Keeping Up with Societal Changes in Chain BeverageJanuary 7, 2013 By: Jack Robertiello
Chain restaurant beverage execs have faced tough decisions over the past four years, in many cases slowing adaptation to the sudden societal changes going on outside their doors. Some changes offer promise, as well as challenges, in 2013; here are a few.
Cocktails and more on tap. Craft cocktail bars have problems with wringing efficiency from their staff and profitability from their drinks, just like chains. One solution – punch bowl service – opened the style door for the return of pitcher drinks, which in turn has evolved into experimenting with draft systems. At first, the focus was on spirits – Fernet Branca was a notable hit in the San Francisco area – but the program at Tavernita in Chicago, in which cocktails, house-made sodas, vermouths and more are made as needed, stored under gas and served fresh on draft, has turned many heads. Adaptable to chain service? Who’s brave enough to try?
Is it non-alcohol’s time? It gets tiring banging the drum for a better selection and range of non-alcohol drinks. Just take a walk through any high end grocer, health food store, even Mom and Pop or convenience store, and gaze in wonderment on the types of drinks now routinely available to the American consumer – energy and vitamin-infused, nutraceutically-bolstered, energizing or relaxing, teas – green, black, white, herbal, rooibos, even fermented – in an unprecedented range of packages and combinations; ginger beers and ales in various spiciness and flavor combinations, savory and less sweet sodas, blood orange juice, mangosteen nectar, coconut water – the list once started is endless. It’s encouraging to see flavored lemonades and better teas available on-premise, but the category still is widely untapped.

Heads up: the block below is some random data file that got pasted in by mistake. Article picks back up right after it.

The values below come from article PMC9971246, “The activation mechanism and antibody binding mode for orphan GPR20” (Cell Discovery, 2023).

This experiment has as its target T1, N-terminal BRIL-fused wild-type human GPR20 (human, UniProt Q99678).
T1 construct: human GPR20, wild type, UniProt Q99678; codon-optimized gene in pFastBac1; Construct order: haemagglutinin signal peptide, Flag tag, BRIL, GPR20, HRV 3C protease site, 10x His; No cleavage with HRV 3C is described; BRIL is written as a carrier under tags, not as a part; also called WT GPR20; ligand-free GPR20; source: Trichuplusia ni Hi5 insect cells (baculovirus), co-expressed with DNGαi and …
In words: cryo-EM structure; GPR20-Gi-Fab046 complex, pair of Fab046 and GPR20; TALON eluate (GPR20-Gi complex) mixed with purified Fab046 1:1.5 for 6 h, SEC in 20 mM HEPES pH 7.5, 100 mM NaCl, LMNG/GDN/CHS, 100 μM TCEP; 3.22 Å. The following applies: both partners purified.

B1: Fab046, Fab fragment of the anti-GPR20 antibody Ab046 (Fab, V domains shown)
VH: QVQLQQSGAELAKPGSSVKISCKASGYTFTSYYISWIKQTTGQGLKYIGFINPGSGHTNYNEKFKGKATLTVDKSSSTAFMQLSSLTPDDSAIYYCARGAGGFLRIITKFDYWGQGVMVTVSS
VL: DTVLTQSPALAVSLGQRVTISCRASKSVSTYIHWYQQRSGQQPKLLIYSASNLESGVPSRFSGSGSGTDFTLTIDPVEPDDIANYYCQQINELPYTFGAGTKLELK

Can a chain be locally relevant? Not since before Prohibition have consumers been able to drink so many beers and spirits, and in many cases, wines, made within 100 miles of their home. The day when a fad becomes a trend is always hard to spot, but it’s now routine for even casual independent restaurants to brag about where they source their foods. Likewise, serving locally-sourced alcohol grows, as does the supply - there were only about 70 craft distillers counted by the American Distilling Institute in 2003, but today around 400 have licenses to distill, with another 50 under construction, according to Bill Owens, president of ADI. Just two years ago, the group projected it would take until 2015 to reach that number. Big Liquor has responded to one of the craft trends with numerous unaged white whiskies. What makes more sense – another flavored spirit or something you can serve that connects with your customer’s sense of local pride? Ignore what’s going on at your peril.
What do cocktail techniques reveal? Muddling, double-straining, dry shaking, hard shaking – at the highest level, the modern bartender must employ many small skills that add up to better drinks. But none of the techniques are more complicated, once explained, than drawing a good draft beer time after time or squeezing limes or many other bar skills that were once standard operating procedure at most chain restaurants. Of course, today’s high-volume chain bartender rarely squeezes his own citrus, or displays great draft beer skills, or otherwise has many significant hands-on responsibilities that lend a pride of job or a sense of a career. When a kitchen job becomes formulaic, the result is reliable if uninspired execution; if the bartender is expected to be equally robotic, don’t be surprised if she can’t attract or keep many bar customers.